Protecting Sherwood Forest from Fracking

Time flies, and it’s almost 2 months since a group of us met at the Visitors’ Centre in Sherwood Forest to carry out a ritual of protection for the forest against seismic testing and possible fracking. The ritual has disappeared into the miasma of my busy life but the memory of it remains in my heart.

I was reminded by posts on Facebook that the threat to Sherwood Forest from the energy company, Ineos has not gone away: and here, finally, is my account of the ritual.

There were 17 of us who were lead to a stretch of open heath land in the middle of the forest. We had come from East, West, North and South, as well as from the local area. Varying beliefs were united in an absolute commitment to and love of, nature and, in particular, the forest, this forest, Sherwood Forest – a unique old organism made up of the company of trees whose root systems reached out and touched in a network under our feet.

Our guide was a local woman who had grown up in the area and, like a contemporary Maid Marion, was utterly at home there. She pointed out the ridges in the ground of the heath that showed where, in the past, people used to farm and have a settlement.

We chose to dress in green and we sang as we walked to the site of the ritual.

“She’s been waiting,

She’s been waiting so long,

She’s been waiting for her children to remember to come home.”


We carried flags bearing the protective Sigil of the Warriors’ Call. One man drummed. Daytrippers to the forest to glanced inquisitively at us, unsure what to make of it.

Once at the ritual site we formed a circle, called for peace in the name of air, sea and sky and rendered the space safe for us by casting a circle and consecrating it with fire and water.

Then we called on spirits of the four directions.  In the East I called to the air in the name of Robin Hood. In the South, the lady of the May called for the passion and warmth of the sun to inspire us. In the West we called upon the waters and the compassion of water in the name of Maid Marion.  In the North the Green Man, Spirit of the Wildwood, called powerfully upon the energies of earth that they be present with us and that Albion might be protected from fracking.

There were moving spontaneous contributions from local people as the sacred centre of the ritual opened. They talked of being with like-minded people and the importance of Sherwood and its old oaks to them, not as plants or things, but as living beings.

At the beginning of the ritual we had each been given a dead oak leaf from last year. Now we put our love and blessings into our leaves and each place them into a bowl of water from the rivers that run in Sherwood, the Erewash, the Idle and the Trent.

Each elemental power then stepped forward and blessed the water and leaves from their own being.  We were reminded that, like Robin Hood, who fought against injustice as an outlaw, and placing ourselves on the side of all sentient beings on this planet, we place ourselves outside of the laws that say property and profit are paramount even if they result in destruction. We, too, seek for justice.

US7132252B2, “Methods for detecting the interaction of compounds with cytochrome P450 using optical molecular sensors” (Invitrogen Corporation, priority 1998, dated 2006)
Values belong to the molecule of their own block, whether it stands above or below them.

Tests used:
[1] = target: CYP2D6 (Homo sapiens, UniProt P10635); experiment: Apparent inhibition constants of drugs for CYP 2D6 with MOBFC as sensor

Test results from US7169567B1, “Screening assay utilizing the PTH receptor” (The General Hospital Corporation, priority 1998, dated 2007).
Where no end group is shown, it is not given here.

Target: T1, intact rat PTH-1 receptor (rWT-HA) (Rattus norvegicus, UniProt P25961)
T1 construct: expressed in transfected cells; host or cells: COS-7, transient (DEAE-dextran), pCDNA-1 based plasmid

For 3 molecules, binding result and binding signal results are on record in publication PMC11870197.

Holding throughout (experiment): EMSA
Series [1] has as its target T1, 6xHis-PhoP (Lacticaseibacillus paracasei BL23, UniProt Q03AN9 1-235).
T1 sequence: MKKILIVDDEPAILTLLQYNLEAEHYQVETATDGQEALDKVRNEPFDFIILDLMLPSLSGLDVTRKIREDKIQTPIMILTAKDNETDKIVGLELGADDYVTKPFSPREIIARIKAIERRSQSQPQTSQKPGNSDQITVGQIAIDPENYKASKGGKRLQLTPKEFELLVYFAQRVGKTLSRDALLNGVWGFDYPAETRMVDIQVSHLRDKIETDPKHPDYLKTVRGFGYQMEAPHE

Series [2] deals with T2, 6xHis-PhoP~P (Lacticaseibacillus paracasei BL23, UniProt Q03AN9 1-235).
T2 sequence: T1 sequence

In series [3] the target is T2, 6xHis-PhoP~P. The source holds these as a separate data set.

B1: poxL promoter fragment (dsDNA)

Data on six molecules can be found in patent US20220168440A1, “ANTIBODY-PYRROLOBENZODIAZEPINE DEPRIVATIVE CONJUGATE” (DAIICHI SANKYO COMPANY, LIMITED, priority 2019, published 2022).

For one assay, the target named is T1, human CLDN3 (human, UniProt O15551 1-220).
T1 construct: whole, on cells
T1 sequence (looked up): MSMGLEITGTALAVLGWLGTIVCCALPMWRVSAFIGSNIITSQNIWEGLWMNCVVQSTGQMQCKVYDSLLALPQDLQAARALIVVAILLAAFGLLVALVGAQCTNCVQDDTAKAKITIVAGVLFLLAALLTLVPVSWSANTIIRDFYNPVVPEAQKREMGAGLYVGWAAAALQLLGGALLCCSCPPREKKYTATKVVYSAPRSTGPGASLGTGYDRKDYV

Then a woman stepped forward and spoke the Guardians Prayer.

To all who have stood true

For the good of their communities,

To all who have held strong

Against overwhelming opposition,

To all who have remained vigilant,

Outside the fire’s warmth,

I give greatest thanks

And pray for your guidance

On this guardian path.

Grant my senses clarity

That I might see the peaceful way

Through dangerous times,

Hear the cries of those in need,

And smell woodsmoke before the fire catches.

Lead my hands as they shape a safer world,

And lead my feet to the places where I might do the greatest good.

Thank you sentinels, for all you’ve given.

Thank you for standing beside me,

before me

and behind me,

A circle complete as I step into place,

Here. Now. Standing.



She invited us, if we wished, to step into place at the end. Simultaneously the whole circle stepped forward at the appointed time – a moment of power.

We cannot live in the exalted moment for very long. We have to integrate  that experience into our lives and actions. A rousing chorus of Damh the Bard’s song ‘We are the sons and daughters of Robin Hood’ began that process.

Then the circle was unwound.

There was one last thing.  The  young woman who had grown up in the forest led us by a back route to the Major Oak. This enormous, imposing oak is reputedly where Robin Hood had his headquarters. It is fenced off from the public but on this day, this person went close up to the tree and, dwarfed by its mighty presence, gently and affectionately placed the blessed leaves and water  around it and into the crevices of its roots.

It was a remarkable day and a powerful ritual. It was disappointing that more people did not attend. There were, apparently, many other attractions that day including rugby matches and a Mind Body Spirit festival. But each person there gave the ceremony their full awareness and focus. There was a simple harmony to the ritual, and some of us sensed many other beings in attendance.

The apparent world and the invisible world are interlinked at every step. Who can calculate how the world may have been changed by that ritual?

A circle complete as I step into place,

Here. Now. Standing.

Ritual is Action: Action is Ritual.



One thought on “Protecting Sherwood Forest from Fracking

  1. Thank you so much for reminding​ me of the song I learnt decades ago from the donga . It was strange starting with the last lines and s!owly more of it coming. So, blessed be and blessed are the !overs of tbe lady…….

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